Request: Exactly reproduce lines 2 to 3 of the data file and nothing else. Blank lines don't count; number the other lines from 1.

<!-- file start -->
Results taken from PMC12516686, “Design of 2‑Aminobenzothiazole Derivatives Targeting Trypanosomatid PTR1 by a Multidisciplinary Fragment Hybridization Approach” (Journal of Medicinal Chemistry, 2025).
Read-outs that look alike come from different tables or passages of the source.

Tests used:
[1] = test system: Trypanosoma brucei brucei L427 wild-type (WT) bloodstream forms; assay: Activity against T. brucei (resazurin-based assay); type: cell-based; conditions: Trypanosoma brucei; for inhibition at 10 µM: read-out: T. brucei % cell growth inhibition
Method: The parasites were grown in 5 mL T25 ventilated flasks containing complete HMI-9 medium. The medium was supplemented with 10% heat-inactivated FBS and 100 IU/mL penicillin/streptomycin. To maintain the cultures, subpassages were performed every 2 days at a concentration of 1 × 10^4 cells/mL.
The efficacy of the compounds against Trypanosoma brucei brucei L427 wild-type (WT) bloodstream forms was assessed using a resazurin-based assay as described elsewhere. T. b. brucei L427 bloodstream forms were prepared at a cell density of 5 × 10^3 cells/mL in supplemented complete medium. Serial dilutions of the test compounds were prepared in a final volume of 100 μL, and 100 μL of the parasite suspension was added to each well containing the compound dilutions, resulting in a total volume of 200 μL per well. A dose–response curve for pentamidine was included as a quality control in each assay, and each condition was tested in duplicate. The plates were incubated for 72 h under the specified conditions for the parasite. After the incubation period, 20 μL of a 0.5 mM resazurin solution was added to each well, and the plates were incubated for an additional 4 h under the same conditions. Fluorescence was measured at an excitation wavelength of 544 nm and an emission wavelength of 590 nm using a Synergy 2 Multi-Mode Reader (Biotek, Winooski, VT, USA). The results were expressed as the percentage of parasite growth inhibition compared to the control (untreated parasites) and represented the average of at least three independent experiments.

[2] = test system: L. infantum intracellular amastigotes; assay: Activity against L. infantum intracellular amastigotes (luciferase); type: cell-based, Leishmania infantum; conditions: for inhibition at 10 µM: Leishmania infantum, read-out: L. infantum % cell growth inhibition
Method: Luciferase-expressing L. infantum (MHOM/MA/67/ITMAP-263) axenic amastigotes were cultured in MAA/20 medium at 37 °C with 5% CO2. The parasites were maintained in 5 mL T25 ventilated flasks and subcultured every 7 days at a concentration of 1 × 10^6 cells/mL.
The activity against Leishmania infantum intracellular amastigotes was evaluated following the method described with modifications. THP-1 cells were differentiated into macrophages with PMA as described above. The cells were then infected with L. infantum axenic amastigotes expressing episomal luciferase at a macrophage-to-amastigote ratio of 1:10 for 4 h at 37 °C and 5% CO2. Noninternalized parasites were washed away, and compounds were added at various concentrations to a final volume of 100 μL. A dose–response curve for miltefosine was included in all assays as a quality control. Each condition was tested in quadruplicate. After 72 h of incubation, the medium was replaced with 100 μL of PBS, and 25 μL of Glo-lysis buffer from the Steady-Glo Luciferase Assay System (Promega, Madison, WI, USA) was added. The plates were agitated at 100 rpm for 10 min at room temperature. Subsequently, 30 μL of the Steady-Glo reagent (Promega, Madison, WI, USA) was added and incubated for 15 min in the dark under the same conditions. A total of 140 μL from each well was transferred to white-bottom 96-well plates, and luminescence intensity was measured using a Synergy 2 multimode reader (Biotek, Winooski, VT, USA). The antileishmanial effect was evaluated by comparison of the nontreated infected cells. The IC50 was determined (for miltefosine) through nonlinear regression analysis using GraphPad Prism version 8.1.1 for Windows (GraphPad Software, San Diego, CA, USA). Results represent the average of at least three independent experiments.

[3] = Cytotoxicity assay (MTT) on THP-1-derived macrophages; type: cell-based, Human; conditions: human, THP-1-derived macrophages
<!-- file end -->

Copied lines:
Read-outs that look alike come from different tables or passages of the source.

Tests used: